Memoirs of a Critical Communist

Memoirs of a Critical Communist

MEMOIRS OF A CRITICAL COMMUNIST
Towards a history of the Fourth International

by Livio Maitan

with a preface by Daniel Bensaïd

Translated by Gregor Benton

Edited and with an introduction by Penelope Duggan

RRP: £20, €24, $28; 456 pages, inc. b&w photos.
Pub. Resistance Books, IIRE and Merlin Press

Gregor Benton writes:

Livio Maitan helped inspire the growth of Italian Trotskyism. There was also a wave of Maoism in the 1960s and a debate ensued, to which Livio contributed his book on China, Party, Army, and Masses. I was deeply influenced by it, and I translated it for New Left Books. The book combined criticism of the Chinese Revolution with support. From it, I learned how to write engaged scholarship.

Livio could have shone at a leading university had he wanted, but instead he spent most of his life working on a shoestring. In 2002, he wrote this history of the Fourth International to go alongside his autobiography.

Translating this new book was a bittersweet experience. Through it, I was able to relive chapter by chapter my wild political youth and my middle age. Livio Maitan’s spirit lifts this story from a catalogue of false starts into a chronicle of heroism and optimism. He died before Black Lives Matter, Me Too, Corbynism, Gilets Jaunes, Extinction Rebellion  and other new struggles, but he paved the way for them.

This book shows the road to socialism remains open.

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UNITY AND STRATEGY – Ideas for Revolution

UNITY AND STRATEGY – Ideas for Revolution

UNITY AND STRATEGY – Ideas for Revolution

With contributions by Leon Trotsky, Daniel Bensaïd, Steve Bloom, James Burnham, Duncan Hallas, Tom Kerry, Piers Mostyn, Michel Pablo, and John Riddell.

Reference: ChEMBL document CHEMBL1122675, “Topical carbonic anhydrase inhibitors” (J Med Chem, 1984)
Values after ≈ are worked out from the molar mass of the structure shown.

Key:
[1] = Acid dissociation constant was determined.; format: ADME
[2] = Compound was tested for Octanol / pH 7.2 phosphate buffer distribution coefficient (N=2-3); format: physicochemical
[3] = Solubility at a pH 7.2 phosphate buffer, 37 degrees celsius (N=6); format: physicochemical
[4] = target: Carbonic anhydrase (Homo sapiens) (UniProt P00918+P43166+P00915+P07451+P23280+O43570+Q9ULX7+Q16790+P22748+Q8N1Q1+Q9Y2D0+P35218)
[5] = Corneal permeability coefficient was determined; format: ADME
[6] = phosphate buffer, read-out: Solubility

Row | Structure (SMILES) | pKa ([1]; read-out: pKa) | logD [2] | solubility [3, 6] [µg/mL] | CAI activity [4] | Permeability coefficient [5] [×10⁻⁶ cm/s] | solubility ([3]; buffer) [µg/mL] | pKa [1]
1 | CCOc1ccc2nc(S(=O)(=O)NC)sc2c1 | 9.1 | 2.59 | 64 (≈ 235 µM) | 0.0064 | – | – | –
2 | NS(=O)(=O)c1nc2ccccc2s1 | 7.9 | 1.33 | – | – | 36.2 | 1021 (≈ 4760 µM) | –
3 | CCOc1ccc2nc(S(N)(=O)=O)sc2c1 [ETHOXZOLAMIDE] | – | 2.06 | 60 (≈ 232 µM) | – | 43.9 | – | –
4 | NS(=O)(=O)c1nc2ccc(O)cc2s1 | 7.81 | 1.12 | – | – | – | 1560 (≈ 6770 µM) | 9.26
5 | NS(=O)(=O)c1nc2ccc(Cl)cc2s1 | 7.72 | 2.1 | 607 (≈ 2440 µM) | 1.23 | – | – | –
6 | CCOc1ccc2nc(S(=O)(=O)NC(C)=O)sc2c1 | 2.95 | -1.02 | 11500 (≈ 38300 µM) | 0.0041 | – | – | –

Published by the IIRE and Resistance Books, Price £8, Paperback 240 pages.

This book contains an updated translation of the founding document of the Fourth International, The Transitional Program. In this work, Trotsky lays out his strategy for socialist revolution.

The book also contains classic and contemporary articles delving into different aspects of revolutionary strategy. Together with The Transitional Program for Socialist Revolution, these documents make the book a valuable tool for activists thinking about how to defeat capitalism.

One of the major challenges for socialists is to build an anti-capitalist movement that connects daily struggles to the goal of overthrowing capitalism. Leon Trotsky was a leading marxist strategic thinker. His answer to this challenge was that socialists should build movements which unite working people around their own needs. In such movements, socialists should urge working people to trust in their own power and formulate goals that break with capitalism.

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Contributions to the history of the Fourth International

Contributions to the history of the Fourth International

The Long March of the Trotskyists – Contributions to the history of the Fourth International

By Pierre Frank and Daniel Bensaid

We live in an age where everything has been internationalised. Imperialism brought in its wake world politics and world economics. This was the objective criterion for launching the Third (Communist) International. Stalin’s counter-revolution brought the communist parties into a treasonous decline, grabbing onto the coat tails of the leading forces in the liberal left and the institutional apparatuses.

In this book, Pierre Frank explains how the Fourth International, founded in 1938 by Revolutionary Marxist militants, nuclei, currents and organizations, answered the problem of the construction of anti-capitalist, revolutionary political formations.

As Ernest Mandel’s biographical essay explains, Pierre Frank was secretary to Leon Trotsky in 1932-1933. His book draws on his experience as a central leader of the Fourth International through to 1979.

Daniel Bensaïd’s appendix explains the following 30 years of the Fourth International life, developing the perspective of establishing a new independent political representation of the working class that takes into account the diversity of the working class in defending a resolutely class-based programme.

Two contributions develop its perspective of establishing a new independent political representation of the working class that takes into account the diversity of the working class in defending a resolutely class-based programme: a statement by founders of the French LCR explaining its decision to dissolve into the NPA; and the key resolution adopted by the Fourth International’s 2009 world congress.

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New Parties of the Left: Experiences from Europe